Therefore, Under CMS' proposal for packaging, far more expensive products like Dermagraft (Shire Pharma), Apligraf (Organogenesis), and new products like Grafix (Osiris Therapeutics), will become significantly disadvantaged, as all these products cost $1,500 or more. Under the current reimbursement system, hospitals are reimbursed $250 to $500 for the cost of the medical procedure, and are separately reimbursed for the cost of the graft for a total reimbursement of $2,000 to $2,225. The proposed bundled payment of $874 falls far short of the cost of the graft alone. We believe it will be difficult for these manufacturers to reduce their prices sufficiently to be attractive to caregivers in a bundled care environment. Two dermatology KOLs we've spoken with believe that the cost of manufacturing these grafts is in excess of $1,000. As we see it, that's going to create a very challenging sales environment for these products, and a major shift toward cheaper and similar efficacy products.
Finally, CMS moving to a "pay for performance" model could eventually cap the entire reimbursement for "healing a diabetic foot ulcer or venous leg ulcer to something like $3,000 or $4,000. Above we noted that Apligraf is eligible for reimbursement up to six times in the course of treating a VLU. Things are going to change in our view. The leading products are on their way out. A final decision from CMS is expected on or before November 27, 2013. If the final decision is consistent with the preliminary decision, and the reimbursement under HOPPS is revised to a more competitive classification, then AutoloGel immediately jumps from "extremely disadvantaged" on a reimbursement standpoint to "extremely advantaged" given the cost of only $450 per use and the potential for reimbursement at twice that level. We have always noted that the data suggest AutoloGel compares well, if not superior to these two market leaders.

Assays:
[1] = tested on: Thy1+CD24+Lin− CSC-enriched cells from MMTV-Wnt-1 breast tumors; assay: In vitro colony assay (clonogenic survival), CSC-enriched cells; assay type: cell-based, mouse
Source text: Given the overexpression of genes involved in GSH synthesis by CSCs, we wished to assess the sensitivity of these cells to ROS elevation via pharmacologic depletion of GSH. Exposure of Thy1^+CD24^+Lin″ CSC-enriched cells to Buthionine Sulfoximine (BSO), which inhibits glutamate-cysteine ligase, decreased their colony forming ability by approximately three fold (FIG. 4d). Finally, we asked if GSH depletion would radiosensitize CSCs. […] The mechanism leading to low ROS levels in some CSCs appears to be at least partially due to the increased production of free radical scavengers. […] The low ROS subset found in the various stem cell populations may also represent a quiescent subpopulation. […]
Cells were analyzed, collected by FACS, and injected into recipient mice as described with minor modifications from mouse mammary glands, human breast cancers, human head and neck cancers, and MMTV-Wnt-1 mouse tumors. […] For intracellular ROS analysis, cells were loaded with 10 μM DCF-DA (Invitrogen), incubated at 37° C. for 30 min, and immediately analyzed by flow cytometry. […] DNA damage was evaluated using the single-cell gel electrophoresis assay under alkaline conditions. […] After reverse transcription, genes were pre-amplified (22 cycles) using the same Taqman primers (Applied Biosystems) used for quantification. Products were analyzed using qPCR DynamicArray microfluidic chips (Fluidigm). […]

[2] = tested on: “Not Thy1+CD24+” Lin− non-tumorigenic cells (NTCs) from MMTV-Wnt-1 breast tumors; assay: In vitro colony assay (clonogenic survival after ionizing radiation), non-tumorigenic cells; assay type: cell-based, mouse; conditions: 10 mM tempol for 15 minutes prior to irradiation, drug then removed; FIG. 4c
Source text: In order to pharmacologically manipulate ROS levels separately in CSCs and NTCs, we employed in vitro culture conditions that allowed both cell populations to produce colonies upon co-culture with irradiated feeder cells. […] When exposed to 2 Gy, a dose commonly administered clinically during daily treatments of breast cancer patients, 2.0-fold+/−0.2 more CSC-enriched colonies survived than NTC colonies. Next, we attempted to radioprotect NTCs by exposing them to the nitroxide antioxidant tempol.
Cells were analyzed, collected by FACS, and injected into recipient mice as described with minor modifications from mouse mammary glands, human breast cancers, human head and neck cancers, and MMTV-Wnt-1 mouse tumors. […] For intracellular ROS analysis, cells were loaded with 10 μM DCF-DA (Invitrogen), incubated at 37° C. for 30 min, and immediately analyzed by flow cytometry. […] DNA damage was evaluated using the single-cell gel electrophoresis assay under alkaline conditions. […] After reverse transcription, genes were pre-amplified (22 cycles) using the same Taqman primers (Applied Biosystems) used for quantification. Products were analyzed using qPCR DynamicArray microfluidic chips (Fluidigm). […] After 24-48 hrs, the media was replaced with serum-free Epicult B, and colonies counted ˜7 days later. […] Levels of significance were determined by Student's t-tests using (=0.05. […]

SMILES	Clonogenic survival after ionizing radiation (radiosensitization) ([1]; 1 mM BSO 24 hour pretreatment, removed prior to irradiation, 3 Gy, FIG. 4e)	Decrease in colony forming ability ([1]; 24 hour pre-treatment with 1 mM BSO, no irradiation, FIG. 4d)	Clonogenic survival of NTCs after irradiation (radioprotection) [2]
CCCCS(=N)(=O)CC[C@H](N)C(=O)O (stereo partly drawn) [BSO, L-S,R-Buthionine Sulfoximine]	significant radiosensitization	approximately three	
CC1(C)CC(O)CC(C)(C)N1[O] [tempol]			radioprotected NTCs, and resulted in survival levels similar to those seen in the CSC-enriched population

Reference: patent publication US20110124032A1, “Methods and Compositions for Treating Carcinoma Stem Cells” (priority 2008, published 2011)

These changes could have a profound impact on how physicians treat chronic wounds, and AutoloGel could easily capture 5% share in this $600 million market. It is clear now why management at Cytomedix is looking to shift focus and concentrate on AutoloGel.
The light at the end of the tunnel seems to have finally emerged for AutoloGel, so much so that management feels confident enough to monetize Angel, wind-down Aldagen, and go all-in from a commercial standpoint with AutoloGel. With favorable reimbursement, AutoloGel goes from near zero sales to potentially tens of millions. And with CMS poised to dramatically change the entire wound care landscape in 2014, Cytomedix might just be sitting on a winner.